I will admit that... I don't really know that much about Elder Scrolls lore, but I'll just say the general thing I want...
I want to play an Imperial (or perhaps breton since they're the equivalent to half-elves, though I imagine they're cyrodilian) archaeologist type (although probably not actually using the Archaeologist class). Perhaps a minor imperial noble's child who found their passion in life to be discovering and recording culture...
Assuming this took place somewhat directly during or after the events of Skyrim, they may have ended up in some major trouble down the line because whilst they didn't actively worship Talos. they took great pains to record and save the manuscripts of the worship of Tiber Septim. Even now he attempts specifically to find information, objects, etc. regarding this ancient figure, and possibly even attempt to prove whether or not he truly became divine.
The Kobold Klan wrote:
To just kinda cut into this for a second (also just noting real quick that I'd be interested to see where this goes) I'd think that being an Elder Scrolls/Skyrim Lycanthrope that you'd be better off using classes to represent it...Since Champions of the Spheres was mentioned, I'd think that skyrim's almost totally advantageous lycanthropes would be either 1: Those with the Transformation Feat. 2: Shifters.
Touche, though I still can't help but think divine grace would be fitting to let a rager take 10 wisdom and intimidate everything. Though Aura would also be fitting.
I'm just biased because I like Charisma based characters.
I get why you say it's relatively useless, but... Charisma as your Barbarian's dump stat? I always thought of it as the mental stat of choice...Intelligence isn't needed for BarBar because books are for nerds. Wisdom.. You're a crazy motherlover that charges in with an axe and no shirt.
Also you can't use any int or wis skills whilst raging.
Charisma you use with intimidating prowess and dazzling display to scare the bejeezus out of everybody that even dares to challenge you, demoralize entire armies, and generally bully people into doing what you want. Also Demoralize to draw aggro
I've noted in the past my mixed feelings about Sorcerers (or at least I think I have)
Sadly I don't have access to my computer at the moment, so I cannot properly put the class together, but I thought I would throw some ideas out there.
Sorcerer as a class akin to Kineticist or 3.5 Warlock.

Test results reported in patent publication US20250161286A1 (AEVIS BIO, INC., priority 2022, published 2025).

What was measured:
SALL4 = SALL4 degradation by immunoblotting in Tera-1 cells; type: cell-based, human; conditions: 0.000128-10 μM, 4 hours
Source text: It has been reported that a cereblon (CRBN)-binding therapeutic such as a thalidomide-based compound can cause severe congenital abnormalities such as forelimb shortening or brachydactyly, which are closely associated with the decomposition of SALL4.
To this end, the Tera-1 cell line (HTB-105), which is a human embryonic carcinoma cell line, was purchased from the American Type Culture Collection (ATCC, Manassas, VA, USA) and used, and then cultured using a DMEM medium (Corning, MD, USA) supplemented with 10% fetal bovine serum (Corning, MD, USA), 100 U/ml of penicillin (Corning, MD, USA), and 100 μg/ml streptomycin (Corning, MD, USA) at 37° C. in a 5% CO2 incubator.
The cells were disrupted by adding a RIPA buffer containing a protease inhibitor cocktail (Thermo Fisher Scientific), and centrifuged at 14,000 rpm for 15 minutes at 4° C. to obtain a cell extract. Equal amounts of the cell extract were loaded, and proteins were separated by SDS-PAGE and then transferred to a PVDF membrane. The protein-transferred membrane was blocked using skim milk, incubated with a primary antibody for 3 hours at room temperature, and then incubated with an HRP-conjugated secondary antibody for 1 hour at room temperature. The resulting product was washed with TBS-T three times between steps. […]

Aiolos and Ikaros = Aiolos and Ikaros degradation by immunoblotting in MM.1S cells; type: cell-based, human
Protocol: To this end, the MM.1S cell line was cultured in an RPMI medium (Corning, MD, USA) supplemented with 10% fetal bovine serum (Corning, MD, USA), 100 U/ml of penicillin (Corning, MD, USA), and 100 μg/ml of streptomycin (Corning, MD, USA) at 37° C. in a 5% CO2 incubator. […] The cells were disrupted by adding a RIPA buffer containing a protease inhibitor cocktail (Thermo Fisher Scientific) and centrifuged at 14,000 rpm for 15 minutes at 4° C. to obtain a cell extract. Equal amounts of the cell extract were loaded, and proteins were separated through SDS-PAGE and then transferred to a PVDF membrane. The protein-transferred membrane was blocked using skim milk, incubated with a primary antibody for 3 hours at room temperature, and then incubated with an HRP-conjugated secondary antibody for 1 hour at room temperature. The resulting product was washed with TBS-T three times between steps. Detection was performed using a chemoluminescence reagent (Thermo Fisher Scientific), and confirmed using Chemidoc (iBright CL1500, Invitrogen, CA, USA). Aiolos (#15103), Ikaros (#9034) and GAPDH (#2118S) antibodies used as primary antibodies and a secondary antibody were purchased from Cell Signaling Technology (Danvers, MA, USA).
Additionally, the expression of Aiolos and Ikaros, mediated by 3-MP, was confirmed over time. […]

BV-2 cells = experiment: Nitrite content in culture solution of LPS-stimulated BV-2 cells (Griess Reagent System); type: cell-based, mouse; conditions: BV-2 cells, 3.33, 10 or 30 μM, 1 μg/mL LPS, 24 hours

Admittedly, aside from just figuring out core features, the most difficult thing in my mind is making talents and incantations for every bloodline.
This had been going through my head for quite a while, so I thought to ask if this conversion would be possible. Below is a list of what specifically I wanted to see.
1: Thematically appropriate patrons like Fiend, Undying, Great Old One, And most importantly Hexblade (Emphasis on HB because it's my personal favorite of all of them)
My thoughts would be make them a 6 spell level 3/4 bab class of some sort with abilities to use some unique cantrips and not a lot of spell slots.
As the title says, I was rather curious lately about how Vital Strike and the various Special Attack Actions work together. My first assumption would be that due to how Spheres of Might is designed (Lower DPR rounds and longer fights) that Vital Strike wouldn't be able to stack with special attack actions, but I'm unsure as to whether that is true. Hence I came here to ask.
I'd note one minor problem with the "Up the damage dice" idea, namely that.. I remember most people saying that in general damage dice don't matter that much. 1d10 to 2d6 goes from a 5.5 average to a 7 average (so 1.5) and 1d8 to 1d10 is a 1 damage difference. Although the increased dice DOES make them more useful for Vital Strike builds.
I see y'all are taking the Dungeons of Dredmor approach. I'll join in. Although I may not be as specific.
Handheld Weaponry Dispenser: allows you to spend gold for various throwing weapons ranging from daggers to javelins to Chakrams to Throwing Axes and others, they are guaranteed to be nonmagical but come at a great discount.